“Alberta’s real difficulty in balancing the books lies in its anaemic tax effort,” the Parkland report states. “Alberta’s coffers fall consistently short of what is necessary to pay for important public services which Albertans value and expect. In past decades, the revenue hole was filled by non-renewable resource revenues, primarily bitumen, oil, and gas. But those days are gone, and unlikely to return.”
Of course, the Parkland Institute examined the province’s full fiscal situation and then offered the obvious recommendations, whereas the panel led by Dr. MacKinnon was instructed to ignore the entire revenue side of the province’s fiscal situation, which no matter how hard you believe Alberta has only a spending problem, makes no sense.
But while the Parkland Institute certainly offers a more balanced look at Alberta’s true fiscal picture than the MacKinnon Panel did, as well as proposing solutions that are more sensible, even from a truly conservative perspective, it sure has the sound of a barn door slamming shut after the horse has run away.
The Parkland report’s conclusion: long-term fiscal stability in the province simply cannot be achieved without addressing Alberta’s long-standing revenue problem. “Our recommendation, echoed by many economists and policymakers over several years, is that Alberta adopt a provincial sales tax,” its three authors state.
By now, of course, everyone in Alberta who has been paying attention knows this is true — even Finance Minister Travis Toews and his boss Mr. Kenney, I’d wager. Indeed, Dr. MacKinnon herself seemed to recognize this, judging by how she couldn’t keep herself from yakking about the revenue side in the report and subsequent news coverage.
The UCP will do nothing of the sort, of course, because it has another agenda, which will be assisted by the intentional fiscal crisis the government is creating by cutting $4.5 billion out of tax revenues and allowing no consideration of any way to deal with that other than making painful cuts.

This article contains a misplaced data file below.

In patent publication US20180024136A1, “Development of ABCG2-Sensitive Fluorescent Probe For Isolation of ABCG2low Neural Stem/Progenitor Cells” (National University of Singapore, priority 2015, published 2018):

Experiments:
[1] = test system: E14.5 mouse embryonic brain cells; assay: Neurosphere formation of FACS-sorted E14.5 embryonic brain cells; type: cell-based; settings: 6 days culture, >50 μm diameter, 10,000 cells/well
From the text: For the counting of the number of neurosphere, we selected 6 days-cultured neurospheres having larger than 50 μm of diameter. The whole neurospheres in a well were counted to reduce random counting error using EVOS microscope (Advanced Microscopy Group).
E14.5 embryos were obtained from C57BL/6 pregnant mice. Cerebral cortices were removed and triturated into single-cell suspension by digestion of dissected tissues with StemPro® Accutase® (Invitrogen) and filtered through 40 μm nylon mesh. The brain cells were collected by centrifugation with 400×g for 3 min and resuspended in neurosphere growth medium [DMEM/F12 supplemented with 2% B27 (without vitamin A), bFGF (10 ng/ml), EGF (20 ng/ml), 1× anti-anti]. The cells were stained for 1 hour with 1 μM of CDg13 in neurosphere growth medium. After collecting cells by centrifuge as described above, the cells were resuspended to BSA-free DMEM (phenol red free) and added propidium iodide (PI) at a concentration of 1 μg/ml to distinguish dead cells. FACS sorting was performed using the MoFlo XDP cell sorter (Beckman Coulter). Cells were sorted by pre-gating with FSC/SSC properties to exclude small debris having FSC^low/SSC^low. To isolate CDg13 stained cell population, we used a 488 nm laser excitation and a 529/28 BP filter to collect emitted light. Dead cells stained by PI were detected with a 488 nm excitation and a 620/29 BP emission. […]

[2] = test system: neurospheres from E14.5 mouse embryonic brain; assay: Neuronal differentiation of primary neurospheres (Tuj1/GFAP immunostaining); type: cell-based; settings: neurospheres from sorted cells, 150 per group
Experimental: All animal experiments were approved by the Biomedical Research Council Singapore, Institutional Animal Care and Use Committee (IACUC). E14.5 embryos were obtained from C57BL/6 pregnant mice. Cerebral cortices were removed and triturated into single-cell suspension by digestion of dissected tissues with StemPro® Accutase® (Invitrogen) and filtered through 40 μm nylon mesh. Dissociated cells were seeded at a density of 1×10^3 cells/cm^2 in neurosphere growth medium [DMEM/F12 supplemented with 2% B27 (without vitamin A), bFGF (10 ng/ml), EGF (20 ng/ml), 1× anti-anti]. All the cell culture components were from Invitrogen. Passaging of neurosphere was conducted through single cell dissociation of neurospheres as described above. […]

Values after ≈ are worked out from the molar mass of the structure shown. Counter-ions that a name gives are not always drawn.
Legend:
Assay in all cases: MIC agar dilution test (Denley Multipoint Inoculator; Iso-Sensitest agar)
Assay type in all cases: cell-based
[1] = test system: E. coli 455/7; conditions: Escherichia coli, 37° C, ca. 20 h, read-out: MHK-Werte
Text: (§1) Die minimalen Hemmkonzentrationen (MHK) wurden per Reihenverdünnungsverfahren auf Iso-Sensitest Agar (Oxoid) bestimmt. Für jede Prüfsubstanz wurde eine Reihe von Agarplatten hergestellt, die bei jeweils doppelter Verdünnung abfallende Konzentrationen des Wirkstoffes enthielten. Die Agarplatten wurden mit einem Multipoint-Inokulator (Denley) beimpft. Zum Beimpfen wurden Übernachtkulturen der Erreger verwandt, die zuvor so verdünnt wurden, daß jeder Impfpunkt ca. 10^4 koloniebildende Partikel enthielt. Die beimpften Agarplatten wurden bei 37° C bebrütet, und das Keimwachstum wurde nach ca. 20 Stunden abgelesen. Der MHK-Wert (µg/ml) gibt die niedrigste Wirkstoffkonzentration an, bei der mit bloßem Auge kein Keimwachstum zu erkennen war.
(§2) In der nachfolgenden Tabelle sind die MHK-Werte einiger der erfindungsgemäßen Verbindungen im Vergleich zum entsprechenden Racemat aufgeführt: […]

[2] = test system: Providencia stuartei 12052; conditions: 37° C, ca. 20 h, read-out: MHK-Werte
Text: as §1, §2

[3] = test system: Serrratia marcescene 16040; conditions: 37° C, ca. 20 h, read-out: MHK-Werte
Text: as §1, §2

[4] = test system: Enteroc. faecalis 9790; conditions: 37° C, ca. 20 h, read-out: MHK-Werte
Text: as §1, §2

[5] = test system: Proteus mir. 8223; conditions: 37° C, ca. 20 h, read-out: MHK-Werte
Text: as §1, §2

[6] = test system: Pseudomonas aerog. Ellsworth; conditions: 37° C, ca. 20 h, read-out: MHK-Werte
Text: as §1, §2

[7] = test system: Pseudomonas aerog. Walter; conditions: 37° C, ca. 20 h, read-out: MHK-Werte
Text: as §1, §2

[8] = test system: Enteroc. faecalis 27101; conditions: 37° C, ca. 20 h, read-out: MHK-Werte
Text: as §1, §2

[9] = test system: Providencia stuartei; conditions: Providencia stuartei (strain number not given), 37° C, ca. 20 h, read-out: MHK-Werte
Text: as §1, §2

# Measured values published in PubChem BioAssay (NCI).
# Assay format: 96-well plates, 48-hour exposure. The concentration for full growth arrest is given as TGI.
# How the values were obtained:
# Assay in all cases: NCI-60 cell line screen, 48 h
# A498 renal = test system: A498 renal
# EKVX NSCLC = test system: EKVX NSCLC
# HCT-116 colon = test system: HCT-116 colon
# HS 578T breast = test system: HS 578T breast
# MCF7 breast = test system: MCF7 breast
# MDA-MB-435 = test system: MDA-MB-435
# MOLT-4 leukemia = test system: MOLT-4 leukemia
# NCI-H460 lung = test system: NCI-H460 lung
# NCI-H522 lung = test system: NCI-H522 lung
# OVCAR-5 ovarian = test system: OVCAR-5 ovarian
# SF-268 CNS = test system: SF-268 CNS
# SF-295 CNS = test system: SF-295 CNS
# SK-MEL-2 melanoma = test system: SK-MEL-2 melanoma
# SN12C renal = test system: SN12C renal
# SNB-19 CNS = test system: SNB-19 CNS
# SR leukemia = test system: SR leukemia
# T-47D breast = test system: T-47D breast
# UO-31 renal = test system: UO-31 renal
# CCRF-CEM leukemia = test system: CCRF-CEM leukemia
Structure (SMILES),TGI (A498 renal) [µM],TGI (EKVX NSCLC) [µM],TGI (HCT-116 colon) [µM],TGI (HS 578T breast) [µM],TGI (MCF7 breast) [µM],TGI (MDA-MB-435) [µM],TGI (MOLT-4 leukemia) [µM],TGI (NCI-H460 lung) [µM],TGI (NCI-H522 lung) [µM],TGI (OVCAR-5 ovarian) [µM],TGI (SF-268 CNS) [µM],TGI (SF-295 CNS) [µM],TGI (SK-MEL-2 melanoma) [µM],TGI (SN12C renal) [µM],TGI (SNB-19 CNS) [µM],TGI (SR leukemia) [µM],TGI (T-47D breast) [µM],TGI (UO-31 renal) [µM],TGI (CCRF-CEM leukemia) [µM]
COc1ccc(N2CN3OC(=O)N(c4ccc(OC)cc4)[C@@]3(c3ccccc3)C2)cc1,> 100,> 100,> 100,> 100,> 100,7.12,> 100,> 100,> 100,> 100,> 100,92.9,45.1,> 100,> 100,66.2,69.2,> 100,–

Indeed, if there were a regulatory college for professional economists, a couple of members of the panel could be charged with misconduct for even participating in such an sham! Dr. MacKinnon, of course, would be off the hook. She’s a historian, not an economist.
So the Parkland study revealed — unsurprisingly, since it is so obvious — that Alberta is not in a “critical financial situation” requiring deep cuts to spending on public programs.
Said Parkland Director and study co-author Trevor Harrison, a Lethbridge University sociology professor, in the news release that accompanied the study: “Most of the issues of concern revolve around over-dependence on a single commodity … that has contributed for years to rollercoaster budgeting.”
On the expenditure side, the situation isn’t nearly as dire as the MacKinnon Panel makes it out to be. “The data show that the size of the public service in Alberta relative to total employment is smaller than the Canadian average, smaller than both Ontario and Quebec, and only slightly larger than in British Columbia,” said co-author Richard Mueller, a U of L economics professor.
Let’s give the last word to the study’s third co-author, Robert Ascah, a fellow of the Institute for Public Economics at the University of Alberta: “The causes of Alberta’s failure to face up to its fiscal problems are many, but chief among them is a failure of political leadership,” he said.
“Albertans simply can’t keep pretending the revenue side doesn’t exist,” he said. “If resource revenue is excluded, Alberta hasn’t run a surplus in any fiscal year since 1965, so it is incumbent that Alberta governments look at other sources of revenue to tap as the long-term future of fossil fuel extraction grows dimmer.”
It’s impossible to argue with Dr. Ascah’s observation. Sadly, it’s also impossible to believe anything will change.